• Enable SNMP with the "Trap" function set to the IP address of the ITA Server
  • Set the SNMP community name to be the same as the management server
  • Install the OpenManage Server Agent, Array Manager, and Dell Remote Assistant Card (DRAC) instrumentation (if applicable) from the Dell OpenManage Applications CD on each "managed" server

With this configuration in place, Tom can remotely configure and monitor the RAID controller via Array Manager. He also can remotely control servers located in Hartford, Connecticut, and New York City via Remote Assistant. This configuration enables Tom to receive hardware events in ITA from any hardware components on the managed servers.

OS and Application Monitoring

Now that Tom has the Dell hardware management configured, he proceeds to implement some core application, Perfmon, and security monitoring. He also wants to configure some critical services to be as self-healing as possible. Tom chooses a "pilot server" to initially create these events. Once the events are functioning well on the test server, he will push the event configuration to other servers. The following sections describe the steps that Tom follows.

Service Management and Monitoring
The first step involves configuring the service management and monitoring functions within Windows 2000 Server.

  • From the Start Menu, choose Administration Tools > Services.
  • Double-click on critical application services that have a greater probability of going down.
  • From the Recovery Screen, select Restart the Service for the first and second failure and leave the subsequent failures at take no action. Tom's theory is that if a restart has failed twice on these critical services, he needs to know about it.

Performance Monitor—Create a Base of Managed Objects
Tom creates a base of managed Perfmon objects that will write to the event log and eventually send important proactive events to the ITA console.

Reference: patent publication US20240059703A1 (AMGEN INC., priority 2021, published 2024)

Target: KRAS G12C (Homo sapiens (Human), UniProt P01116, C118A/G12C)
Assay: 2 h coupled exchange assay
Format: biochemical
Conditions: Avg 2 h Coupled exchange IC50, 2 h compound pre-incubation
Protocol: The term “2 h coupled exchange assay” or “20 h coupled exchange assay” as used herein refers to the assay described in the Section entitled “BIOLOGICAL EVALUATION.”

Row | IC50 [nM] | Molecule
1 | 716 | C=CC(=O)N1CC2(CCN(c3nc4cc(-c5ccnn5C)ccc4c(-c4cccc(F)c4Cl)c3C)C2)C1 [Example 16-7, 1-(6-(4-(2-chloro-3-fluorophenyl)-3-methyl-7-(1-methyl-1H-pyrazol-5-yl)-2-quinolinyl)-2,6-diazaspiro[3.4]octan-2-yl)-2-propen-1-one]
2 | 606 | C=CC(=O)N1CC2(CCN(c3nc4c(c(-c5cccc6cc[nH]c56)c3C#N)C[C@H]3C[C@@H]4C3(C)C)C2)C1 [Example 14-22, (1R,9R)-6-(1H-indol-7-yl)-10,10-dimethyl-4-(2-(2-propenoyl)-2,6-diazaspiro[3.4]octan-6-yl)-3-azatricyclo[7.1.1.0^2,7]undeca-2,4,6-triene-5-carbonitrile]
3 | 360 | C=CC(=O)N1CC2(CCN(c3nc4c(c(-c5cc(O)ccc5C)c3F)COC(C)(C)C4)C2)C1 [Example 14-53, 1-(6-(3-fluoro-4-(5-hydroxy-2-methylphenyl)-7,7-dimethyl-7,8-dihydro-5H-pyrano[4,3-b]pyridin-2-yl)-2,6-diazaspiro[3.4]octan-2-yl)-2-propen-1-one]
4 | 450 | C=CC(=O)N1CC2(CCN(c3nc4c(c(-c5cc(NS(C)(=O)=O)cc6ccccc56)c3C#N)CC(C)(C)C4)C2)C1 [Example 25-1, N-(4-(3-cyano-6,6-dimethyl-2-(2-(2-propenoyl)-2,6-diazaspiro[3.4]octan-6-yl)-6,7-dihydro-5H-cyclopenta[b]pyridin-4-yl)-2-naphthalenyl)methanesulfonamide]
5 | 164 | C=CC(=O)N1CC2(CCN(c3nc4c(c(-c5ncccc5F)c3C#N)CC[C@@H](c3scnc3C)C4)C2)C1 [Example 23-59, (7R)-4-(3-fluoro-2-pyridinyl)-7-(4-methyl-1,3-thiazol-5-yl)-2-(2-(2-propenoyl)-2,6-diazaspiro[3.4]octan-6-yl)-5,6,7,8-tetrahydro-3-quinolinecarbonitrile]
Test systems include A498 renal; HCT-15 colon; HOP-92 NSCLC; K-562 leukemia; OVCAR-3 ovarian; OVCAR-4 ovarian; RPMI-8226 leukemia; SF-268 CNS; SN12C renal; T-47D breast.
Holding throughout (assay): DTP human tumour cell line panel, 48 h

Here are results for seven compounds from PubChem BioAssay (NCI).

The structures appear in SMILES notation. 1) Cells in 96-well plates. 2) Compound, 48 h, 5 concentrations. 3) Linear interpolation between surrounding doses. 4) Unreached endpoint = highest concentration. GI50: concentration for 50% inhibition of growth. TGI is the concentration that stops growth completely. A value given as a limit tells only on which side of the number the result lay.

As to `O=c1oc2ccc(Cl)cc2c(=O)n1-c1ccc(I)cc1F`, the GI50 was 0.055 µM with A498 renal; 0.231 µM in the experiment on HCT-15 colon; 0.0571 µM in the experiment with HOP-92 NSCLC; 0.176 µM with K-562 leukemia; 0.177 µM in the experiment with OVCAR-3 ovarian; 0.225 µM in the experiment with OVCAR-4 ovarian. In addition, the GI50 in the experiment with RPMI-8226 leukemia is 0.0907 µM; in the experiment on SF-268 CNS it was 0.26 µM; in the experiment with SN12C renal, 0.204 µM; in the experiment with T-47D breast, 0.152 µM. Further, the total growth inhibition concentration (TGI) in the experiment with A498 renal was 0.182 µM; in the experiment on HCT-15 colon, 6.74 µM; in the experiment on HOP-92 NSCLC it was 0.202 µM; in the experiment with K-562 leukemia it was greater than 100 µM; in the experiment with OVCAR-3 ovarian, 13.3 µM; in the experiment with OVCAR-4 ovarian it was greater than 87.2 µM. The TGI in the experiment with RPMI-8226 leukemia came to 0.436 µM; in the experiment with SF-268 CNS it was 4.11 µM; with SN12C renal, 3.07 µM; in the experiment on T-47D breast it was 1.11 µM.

1. From the Start Menu of one managed server, choose Administration Tools > Performance.
  2. From the left side of the Performance Console, right-click on Alerts and select new alert settings; type BasicTraps in the name box.
  3. From the General screen, select Add.
  4. Select the counters from list to receive alerts (choose objects from which information is needed on any server).
  5. Continue adding Perfmon alerts to the BasicTraps group as long as the polling time will be the same. For a Perfmon object to be polled at a different rate, another group must be created.
  6. Close the Select Counters screen after all objects are chosen.
  7. In the configuration screen for the list of objects, select each counter and set the alert parameters in the middle of the screen.
  8. After the last object on the list has been configured, set the sample data interval at the bottom of the screen. (Tom keeps the polling at 15 minutes to ensure that he will not keep the server busy with monitoring tasks.)
  9. Select the Action tab and check only Log an action in the application event log.
  10. Select Schedule and configure it if necessary. Select OK when this is complete (Tom wants all monitors to continue running, so this screen remains the same).
  11. From the Performance screen, right-click on the name BasicTraps and select save settings as, enter the file name BasicTraps, and place that in a shared directory to be used later when creating events on the remaining servers.

Tom is careful to choose the "critical few" alerts during this process. He selects memory, drive, and login type events compared to more application-oriented events. After configuring these core events on the servers, he adds Web and Internet Information Services-specific events on the Web servers, FTP events on the FTP server, and DHCP events on the DHCP-enabled servers, and so on. Figure 2 shows installation steps of "core" events to additional servers.

Figure 2
Figure 2. Steps for Distribution of Event Management Configuration

Configure Events to Be Sent as SNMP Traps
In the two previous steps, Tom set up the objects that he wanted to monitor so they would write to the Windows 2000 event log. Now he will pull it together and send the events to ITA as SNMP traps.

  • From the command line on the managed server, type Evntwin server_name.
  • When the GUI appears and shows Configuration Type, select CUSTOM, then select Edit from the right-hand column of buttons. Event Sources shows all possible event groups; on the right side, select the specific events for trapping.

To configure traps on the events created in steps one and two, choose the following:

  • For the Perfmon objects, select source Application, then Sysmon Log, and choose event number 2031 and select Add.
  • To monitor critical service failures, select System, Alerter and choose event number 2184 and select Add. Highlight this event in the event list and select Properties. At Generate Trap, choose if event count reaches, enter 2, and check the within time interval and enter 200 seconds. See Figure 3 for "Event to Trap" console.